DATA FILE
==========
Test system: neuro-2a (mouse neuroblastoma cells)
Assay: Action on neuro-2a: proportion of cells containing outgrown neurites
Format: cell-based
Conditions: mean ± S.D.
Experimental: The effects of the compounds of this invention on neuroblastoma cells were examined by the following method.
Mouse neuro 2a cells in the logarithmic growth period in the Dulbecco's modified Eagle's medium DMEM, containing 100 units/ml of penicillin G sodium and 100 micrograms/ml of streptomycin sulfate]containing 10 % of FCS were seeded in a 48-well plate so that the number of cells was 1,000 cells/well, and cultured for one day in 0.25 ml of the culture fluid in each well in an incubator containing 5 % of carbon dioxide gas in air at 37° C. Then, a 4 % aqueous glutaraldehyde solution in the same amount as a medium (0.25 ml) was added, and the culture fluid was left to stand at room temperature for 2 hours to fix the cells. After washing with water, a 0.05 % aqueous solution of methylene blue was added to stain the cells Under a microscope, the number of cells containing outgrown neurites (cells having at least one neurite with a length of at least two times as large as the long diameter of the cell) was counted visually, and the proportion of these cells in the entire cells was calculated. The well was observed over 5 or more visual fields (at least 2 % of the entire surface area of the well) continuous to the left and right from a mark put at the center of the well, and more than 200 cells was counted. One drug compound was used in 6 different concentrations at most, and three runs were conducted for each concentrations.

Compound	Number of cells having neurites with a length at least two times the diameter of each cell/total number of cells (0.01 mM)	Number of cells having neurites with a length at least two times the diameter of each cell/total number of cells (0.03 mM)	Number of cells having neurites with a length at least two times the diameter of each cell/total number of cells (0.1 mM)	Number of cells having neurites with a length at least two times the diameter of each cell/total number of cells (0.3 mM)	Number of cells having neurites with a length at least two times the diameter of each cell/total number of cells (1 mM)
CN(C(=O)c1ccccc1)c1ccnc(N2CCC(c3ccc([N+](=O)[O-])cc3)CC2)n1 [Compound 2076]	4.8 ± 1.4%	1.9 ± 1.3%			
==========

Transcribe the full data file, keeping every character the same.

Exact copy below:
Test system: neuro-2a (mouse neuroblastoma cells)
Assay: Action on neuro-2a: proportion of cells containing outgrown neurites
Format: cell-based
Conditions: mean ± S.D.
Experimental: The effects of the compounds of this invention on neuroblastoma cells were examined by the following method.
Mouse neuro 2a cells in the logarithmic growth period in the Dulbecco's modified Eagle's medium DMEM, containing 100 units/ml of penicillin G sodium and 100 micrograms/ml of streptomycin sulfate]containing 10 % of FCS were seeded in a 48-well plate so that the number of cells was 1,000 cells/well, and cultured for one day in 0.25 ml of the culture fluid in each well in an incubator containing 5 % of carbon dioxide gas in air at 37° C. Then, a 4 % aqueous glutaraldehyde solution in the same amount as a medium (0.25 ml) was added, and the culture fluid was left to stand at room temperature for 2 hours to fix the cells. After washing with water, a 0.05 % aqueous solution of methylene blue was added to stain the cells Under a microscope, the number of cells containing outgrown neurites (cells having at least one neurite with a length of at least two times as large as the long diameter of the cell) was counted visually, and the proportion of these cells in the entire cells was calculated. The well was observed over 5 or more visual fields (at least 2 % of the entire surface area of the well) continuous to the left and right from a mark put at the center of the well, and more than 200 cells was counted. One drug compound was used in 6 different concentrations at most, and three runs were conducted for each concentrations.

Compound	Number of cells having neurites with a length at least two times the diameter of each cell/total number of cells (0.01 mM)	Number of cells having neurites with a length at least two times the diameter of each cell/total number of cells (0.03 mM)	Number of cells having neurites with a length at least two times the diameter of each cell/total number of cells (0.1 mM)	Number of cells having neurites with a length at least two times the diameter of each cell/total number of cells (0.3 mM)	Number of cells having neurites with a length at least two times the diameter of each cell/total number of cells (1 mM)
CN(C(=O)c1ccccc1)c1ccnc(N2CCC(c3ccc([N+](=O)[O-])cc3)CC2)n1 [Compound 2076]	4.8 ± 1.4%	1.9 ± 1.3%			